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Long X Ranch

10/18/2004:

The Long X Ranch is the largest and, possibly, the most historic cattle ranch in McKenzie County. The original ranch site was on Squaw Creek, southwest of Watford City, near the North Unit of Theodore Roosevelt National Park.

The first whites to claim the acreage were two sheepherders named Hall and Braden. This was during the days of cattle drives that came north to take advantage of the open range in Dakota Territory. Sheepherders and cattle drivers were competitors who didn’t see eye to eye. In the 1880s, vigilantes made a notorious raid through Montana and western North Dakota, during which they burned Hall and Braden’s hay. The raid put the men out of business, and they had to sell out the next spring.

Meanwhile down in Texas, two brothers, William and George Reynolds, were moving their longhorn cattle around New Mexico, Arizona and Colorado in search of better grazing. In the spring of 1884, they moved a large herd farther north, where they met two fur traders near what is now Wibaux, MT. The trappers told the trail foreman, Arthur Jefferies, that he and his trail drivers should head east toward the Badlands, where the grass was “stirrup high.”

A cattleman doesn’t ignore grass as high as his horse’s belly. The outfit took the trappers at their word and moved 4,000 longhorns east into the Badlands. This is reportedly the first herd of Longhorns to ever come into that region.

By 1888, the Reynolds brothers were bringing up three herds a year. Every cowboy was in the saddle from dawn until dark, and each of them, except the cook, worked in two-hour shifts throughout the night to stand guard over the herd.

The Reynolds learned about Hall and Braden losing their sheep and bought their spread. They named it for their official brand, the “Long X,” which is said to be one of the first two brands recorded in North Dakota. In fact, the Reynolds descendants still use it today.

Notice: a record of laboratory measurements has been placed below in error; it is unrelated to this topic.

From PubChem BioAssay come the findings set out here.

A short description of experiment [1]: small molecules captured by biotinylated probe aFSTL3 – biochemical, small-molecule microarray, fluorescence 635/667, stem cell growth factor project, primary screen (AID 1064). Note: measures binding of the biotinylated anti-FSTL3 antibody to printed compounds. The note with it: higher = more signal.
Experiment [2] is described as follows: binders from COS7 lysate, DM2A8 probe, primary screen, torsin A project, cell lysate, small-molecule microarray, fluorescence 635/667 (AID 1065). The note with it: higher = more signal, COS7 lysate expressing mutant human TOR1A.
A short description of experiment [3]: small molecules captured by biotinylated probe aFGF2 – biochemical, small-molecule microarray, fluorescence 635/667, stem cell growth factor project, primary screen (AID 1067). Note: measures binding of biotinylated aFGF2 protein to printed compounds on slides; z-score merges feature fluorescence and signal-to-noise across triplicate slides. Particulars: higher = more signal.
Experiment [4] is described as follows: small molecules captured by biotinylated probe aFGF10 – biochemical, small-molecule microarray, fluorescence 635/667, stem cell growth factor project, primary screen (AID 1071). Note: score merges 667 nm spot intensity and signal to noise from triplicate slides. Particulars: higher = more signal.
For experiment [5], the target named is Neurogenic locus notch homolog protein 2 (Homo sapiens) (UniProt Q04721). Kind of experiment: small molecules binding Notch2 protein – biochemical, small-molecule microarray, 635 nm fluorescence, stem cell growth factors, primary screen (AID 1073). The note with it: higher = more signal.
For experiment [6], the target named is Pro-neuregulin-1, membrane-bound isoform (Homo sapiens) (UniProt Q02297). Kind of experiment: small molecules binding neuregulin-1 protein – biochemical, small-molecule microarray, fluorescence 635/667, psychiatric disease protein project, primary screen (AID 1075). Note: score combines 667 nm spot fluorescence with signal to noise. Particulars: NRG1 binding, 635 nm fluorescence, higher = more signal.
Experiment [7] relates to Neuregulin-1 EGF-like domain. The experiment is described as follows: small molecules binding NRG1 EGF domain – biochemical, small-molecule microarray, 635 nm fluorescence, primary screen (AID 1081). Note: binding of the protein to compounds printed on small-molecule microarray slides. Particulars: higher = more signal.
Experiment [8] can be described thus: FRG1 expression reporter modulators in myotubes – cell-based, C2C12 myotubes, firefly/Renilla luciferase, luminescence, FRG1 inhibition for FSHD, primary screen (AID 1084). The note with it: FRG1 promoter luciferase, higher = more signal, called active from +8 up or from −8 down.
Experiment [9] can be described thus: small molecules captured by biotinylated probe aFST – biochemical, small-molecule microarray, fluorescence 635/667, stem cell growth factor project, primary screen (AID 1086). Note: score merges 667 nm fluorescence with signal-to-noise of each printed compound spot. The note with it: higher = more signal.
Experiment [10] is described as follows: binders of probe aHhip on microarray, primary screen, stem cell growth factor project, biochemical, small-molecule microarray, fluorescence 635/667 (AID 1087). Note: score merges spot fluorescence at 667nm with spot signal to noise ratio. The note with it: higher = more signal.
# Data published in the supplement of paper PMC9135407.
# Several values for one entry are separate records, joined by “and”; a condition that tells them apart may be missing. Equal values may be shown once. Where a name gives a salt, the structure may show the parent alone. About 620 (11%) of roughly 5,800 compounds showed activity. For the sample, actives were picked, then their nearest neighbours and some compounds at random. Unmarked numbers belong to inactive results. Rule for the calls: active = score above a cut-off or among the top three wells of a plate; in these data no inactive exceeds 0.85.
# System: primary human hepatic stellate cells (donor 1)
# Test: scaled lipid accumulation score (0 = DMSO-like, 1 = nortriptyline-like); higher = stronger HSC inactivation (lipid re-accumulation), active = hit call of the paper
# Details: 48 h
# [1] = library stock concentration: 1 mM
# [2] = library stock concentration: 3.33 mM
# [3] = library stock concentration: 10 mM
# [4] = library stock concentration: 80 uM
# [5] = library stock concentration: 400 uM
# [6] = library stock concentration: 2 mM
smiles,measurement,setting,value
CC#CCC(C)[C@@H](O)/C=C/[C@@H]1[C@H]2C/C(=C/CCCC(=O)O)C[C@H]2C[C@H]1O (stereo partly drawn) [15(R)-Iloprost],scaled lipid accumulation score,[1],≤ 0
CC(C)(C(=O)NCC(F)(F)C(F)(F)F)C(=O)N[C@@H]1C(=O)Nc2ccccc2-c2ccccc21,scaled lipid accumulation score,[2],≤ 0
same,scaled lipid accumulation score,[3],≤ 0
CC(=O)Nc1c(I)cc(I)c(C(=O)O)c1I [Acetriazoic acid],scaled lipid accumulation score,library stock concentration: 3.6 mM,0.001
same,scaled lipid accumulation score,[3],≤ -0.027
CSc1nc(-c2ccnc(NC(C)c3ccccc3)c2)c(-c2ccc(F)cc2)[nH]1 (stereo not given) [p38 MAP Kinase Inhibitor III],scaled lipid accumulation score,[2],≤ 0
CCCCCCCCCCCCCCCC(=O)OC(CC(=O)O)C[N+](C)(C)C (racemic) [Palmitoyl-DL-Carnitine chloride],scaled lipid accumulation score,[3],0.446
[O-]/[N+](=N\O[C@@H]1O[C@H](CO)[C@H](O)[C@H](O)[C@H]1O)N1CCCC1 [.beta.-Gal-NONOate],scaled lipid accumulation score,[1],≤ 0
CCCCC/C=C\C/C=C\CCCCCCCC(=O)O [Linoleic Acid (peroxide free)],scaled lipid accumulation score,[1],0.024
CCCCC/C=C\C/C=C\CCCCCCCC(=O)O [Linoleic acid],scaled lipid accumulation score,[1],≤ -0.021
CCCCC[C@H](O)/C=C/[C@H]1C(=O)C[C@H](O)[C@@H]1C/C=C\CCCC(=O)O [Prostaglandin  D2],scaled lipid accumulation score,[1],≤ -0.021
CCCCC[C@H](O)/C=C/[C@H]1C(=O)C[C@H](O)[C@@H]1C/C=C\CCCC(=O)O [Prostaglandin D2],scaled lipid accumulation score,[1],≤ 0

The Long X developed a reputation for doing business more economically than other Western ranching outfits. They employed a large number of cowboys, especially during spring branding season and fall roundups. The Long X cowboys worked seven days a week, in every type of weather, during their roundups. The only thing that stopped them was prairie fires; at that point, cowboys deserted the cattle and tried to save the range. Without grass, the cattle would starve.

The one thing the Reynolds brothers didn’t like about Dakota was winter. In the deadly winter of 1886-87, they were grazing 11,000 head in the fall, but only 7,000 were left by spring. According to a 1993 article in North Dakota Horizons, the Long X operation never fully recovered and ended up selling the entire McKenzie County spread to the Converse Cattle Co. Much of that land is now within the boundaries of Theodore Roosevelt National Park.

Although the Reynolds went back to Texas, the name and history of the Long X lives on in North Dakota. A bridge on US Hwy 85, south of Watford City, is called the Long X, and a bar in Grassy Butte carries the name, as well. A public marker in the North Unit of the Park tells about the Long X Trail that passed through that area, and the Park maintains a small herd of Longhorns to pay homage to their history in the Badlands. By next summer, a Long X Visitor Center and Museum is slated to open in Watford City.

Dakota Datebook written by Merry Helm